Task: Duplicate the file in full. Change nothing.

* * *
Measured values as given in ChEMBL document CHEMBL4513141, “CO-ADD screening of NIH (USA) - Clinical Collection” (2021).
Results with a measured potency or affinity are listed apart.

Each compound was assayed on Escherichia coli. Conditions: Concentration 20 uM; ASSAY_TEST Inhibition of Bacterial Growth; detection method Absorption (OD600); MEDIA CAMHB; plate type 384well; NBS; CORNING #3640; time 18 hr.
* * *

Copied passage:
Measured values as given in ChEMBL document CHEMBL4513141, “CO-ADD screening of NIH (USA) - Clinical Collection” (2021).
Results with a measured potency or affinity are listed apart.

Each compound was assayed on Escherichia coli. Conditions: Concentration 20 uM; ASSAY_TEST Inhibition of Bacterial Growth; detection method Absorption (OD600); MEDIA CAMHB; plate type 384well; NBS; CORNING #3640; time 18 hr.